TikTok ban on new downloads delayed by federal judge

Lawyers for TikTok had argued that the ban would infringe on the rights of US citizens to broadcast their views.

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Mark Serrels
2 min read

TikTok's ban has been temporarily delayed.

A US District Court judge has granted TikTok's request for a preliminary injunction, delaying a planned ban on new downloads of the app that was supposed to go into effect starting Sunday at 11:59 p.m. ET.

The US Justice Department had until Friday to either delay the ban or file legal papers defending it. The DOJ filed a sealed opposition to TikTok's preliminary injunction to block the ban of the video app, but Judge Carl Nichols of the District Court for the District of Columbia has ruled in TikTok's favor. 

"We're pleased that the court agreed with our legal arguments and issued an injunction preventing the implementation of the TikTok app ban," TikTok said in a statement. "We will continue defending our rights for the benefit of our community and employees. At the same time, we will also maintain our ongoing dialogue with the government to turn our proposal, which the President gave his preliminary approval to last weekend, into an agreement."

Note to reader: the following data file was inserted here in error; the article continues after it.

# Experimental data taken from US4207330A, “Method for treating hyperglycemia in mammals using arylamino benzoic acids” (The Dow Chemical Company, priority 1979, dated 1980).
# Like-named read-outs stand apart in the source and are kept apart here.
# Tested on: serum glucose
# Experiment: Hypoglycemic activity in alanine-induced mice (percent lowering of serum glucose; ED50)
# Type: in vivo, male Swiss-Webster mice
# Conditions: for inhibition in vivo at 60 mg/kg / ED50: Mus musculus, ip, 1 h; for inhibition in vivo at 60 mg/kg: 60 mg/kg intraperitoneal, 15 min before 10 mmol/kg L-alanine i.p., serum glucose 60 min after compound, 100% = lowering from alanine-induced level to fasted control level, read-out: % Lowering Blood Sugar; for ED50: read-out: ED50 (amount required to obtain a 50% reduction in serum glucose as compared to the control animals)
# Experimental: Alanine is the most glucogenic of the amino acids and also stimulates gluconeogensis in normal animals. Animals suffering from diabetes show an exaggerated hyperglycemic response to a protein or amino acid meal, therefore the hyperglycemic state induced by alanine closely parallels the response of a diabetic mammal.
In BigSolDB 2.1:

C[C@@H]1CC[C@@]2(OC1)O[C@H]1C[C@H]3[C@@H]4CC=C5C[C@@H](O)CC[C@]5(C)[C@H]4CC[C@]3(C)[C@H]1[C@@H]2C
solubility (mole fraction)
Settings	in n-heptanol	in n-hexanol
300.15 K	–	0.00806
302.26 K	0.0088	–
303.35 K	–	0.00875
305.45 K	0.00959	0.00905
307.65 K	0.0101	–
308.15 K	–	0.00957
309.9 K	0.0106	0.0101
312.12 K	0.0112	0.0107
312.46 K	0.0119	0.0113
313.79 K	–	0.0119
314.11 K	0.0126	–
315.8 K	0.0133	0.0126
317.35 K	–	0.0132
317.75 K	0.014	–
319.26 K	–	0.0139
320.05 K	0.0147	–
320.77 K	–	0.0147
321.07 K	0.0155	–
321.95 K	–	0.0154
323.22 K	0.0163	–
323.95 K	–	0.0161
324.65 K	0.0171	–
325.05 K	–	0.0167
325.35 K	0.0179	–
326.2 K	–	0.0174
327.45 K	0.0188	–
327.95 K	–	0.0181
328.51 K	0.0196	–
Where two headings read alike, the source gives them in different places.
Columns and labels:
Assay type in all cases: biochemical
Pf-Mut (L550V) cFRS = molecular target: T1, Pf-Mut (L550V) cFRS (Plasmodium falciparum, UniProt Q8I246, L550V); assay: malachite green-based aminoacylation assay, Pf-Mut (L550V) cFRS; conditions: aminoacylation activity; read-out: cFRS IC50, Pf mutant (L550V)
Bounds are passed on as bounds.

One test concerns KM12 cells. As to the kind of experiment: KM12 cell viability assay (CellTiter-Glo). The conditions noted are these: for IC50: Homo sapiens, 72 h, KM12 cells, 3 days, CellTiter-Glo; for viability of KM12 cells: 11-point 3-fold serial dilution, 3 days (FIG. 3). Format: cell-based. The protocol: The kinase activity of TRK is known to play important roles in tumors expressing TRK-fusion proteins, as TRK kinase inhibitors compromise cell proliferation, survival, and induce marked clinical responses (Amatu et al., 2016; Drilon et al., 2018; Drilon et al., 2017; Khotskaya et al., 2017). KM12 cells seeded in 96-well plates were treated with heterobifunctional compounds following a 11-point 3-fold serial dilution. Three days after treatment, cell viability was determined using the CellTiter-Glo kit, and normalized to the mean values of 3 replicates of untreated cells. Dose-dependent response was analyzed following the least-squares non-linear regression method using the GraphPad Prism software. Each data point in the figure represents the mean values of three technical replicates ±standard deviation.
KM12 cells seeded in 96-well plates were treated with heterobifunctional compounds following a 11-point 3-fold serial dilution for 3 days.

In August President Trump signed an executive order banning "any transaction by any person" with Bytedance, citing national security concerns. A separate executive order, issued Aug. 14, ordered ByteDance to sell its US operations by Nov. 12, leading to a potential deal with Oracle, which is currently up in the air

The order to ban new downloads of TikTok via Apple's App Store and the Google Play Store had initially been issued on Sept. 18 by the Commerce Department, and was scheduled to take effect Sept. 20. That ban was delayed until Sept. 27 after a potential deal between Oracle and TikTok was announced. This successful request for a preliminary injunction delays any potential bans further. 

Lawyers for TikTok had argued that removing the app in the lead-up to an election, in the midst of a pandemic, would infringe on the rights of US citizens to broadcast their views.

It would be "no different from the government locking the doors to a public forum," said John Hall, a lawyer for TikTok. He called the decision to ban new downloads "arbitrary and capricious."

The US Department of Commerce said in a statement that the government would "comply with the injunction and has taken immediate steps to do so," but that it also intends to "vigorously defend" against legal challenges to the president's executive order regarding TikTok and the department's implementation efforts.

See also: TikTok-Oracle deal and a potential US ban: Everything you need to know

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